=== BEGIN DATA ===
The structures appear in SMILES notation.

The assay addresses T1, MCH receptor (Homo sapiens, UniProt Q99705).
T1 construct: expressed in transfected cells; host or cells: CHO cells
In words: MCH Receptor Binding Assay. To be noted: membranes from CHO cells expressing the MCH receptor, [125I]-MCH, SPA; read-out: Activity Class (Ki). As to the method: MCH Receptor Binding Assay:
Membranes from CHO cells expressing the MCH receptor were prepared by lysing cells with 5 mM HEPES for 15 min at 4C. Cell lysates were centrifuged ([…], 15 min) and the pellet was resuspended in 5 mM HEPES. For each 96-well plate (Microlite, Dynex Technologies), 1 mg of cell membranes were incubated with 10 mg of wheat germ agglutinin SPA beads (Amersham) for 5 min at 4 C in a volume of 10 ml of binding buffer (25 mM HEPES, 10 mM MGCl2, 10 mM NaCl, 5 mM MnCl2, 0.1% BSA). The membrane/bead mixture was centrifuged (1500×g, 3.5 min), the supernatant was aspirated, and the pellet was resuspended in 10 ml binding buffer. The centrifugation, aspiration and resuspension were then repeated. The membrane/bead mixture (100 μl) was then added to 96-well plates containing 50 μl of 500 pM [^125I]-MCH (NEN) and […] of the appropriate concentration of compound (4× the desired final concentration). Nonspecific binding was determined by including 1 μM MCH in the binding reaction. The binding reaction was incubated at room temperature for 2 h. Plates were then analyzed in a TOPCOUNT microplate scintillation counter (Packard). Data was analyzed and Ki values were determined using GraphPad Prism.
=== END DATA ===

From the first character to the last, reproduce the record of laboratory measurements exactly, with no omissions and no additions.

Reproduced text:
The structures appear in SMILES notation.

The assay addresses T1, MCH receptor (Homo sapiens, UniProt Q99705).
T1 construct: expressed in transfected cells; host or cells: CHO cells
In words: MCH Receptor Binding Assay. To be noted: membranes from CHO cells expressing the MCH receptor, [125I]-MCH, SPA; read-out: Activity Class (Ki). As to the method: MCH Receptor Binding Assay:
Membranes from CHO cells expressing the MCH receptor were prepared by lysing cells with 5 mM HEPES for 15 min at 4C. Cell lysates were centrifuged ([…], 15 min) and the pellet was resuspended in 5 mM HEPES. For each 96-well plate (Microlite, Dynex Technologies), 1 mg of cell membranes were incubated with 10 mg of wheat germ agglutinin SPA beads (Amersham) for 5 min at 4 C in a volume of 10 ml of binding buffer (25 mM HEPES, 10 mM MGCl2, 10 mM NaCl, 5 mM MnCl2, 0.1% BSA). The membrane/bead mixture was centrifuged (1500×g, 3.5 min), the supernatant was aspirated, and the pellet was resuspended in 10 ml binding buffer. The centrifugation, aspiration and resuspension were then repeated. The membrane/bead mixture (100 μl) was then added to 96-well plates containing 50 μl of 500 pM [^125I]-MCH (NEN) and […] of the appropriate concentration of compound (4× the desired final concentration). Nonspecific binding was determined by including 1 μM MCH in the binding reaction. The binding reaction was incubated at room temperature for 2 h. Plates were then analyzed in a TOPCOUNT microplate scintillation counter (Packard). Data was analyzed and Ki values were determined using GraphPad Prism.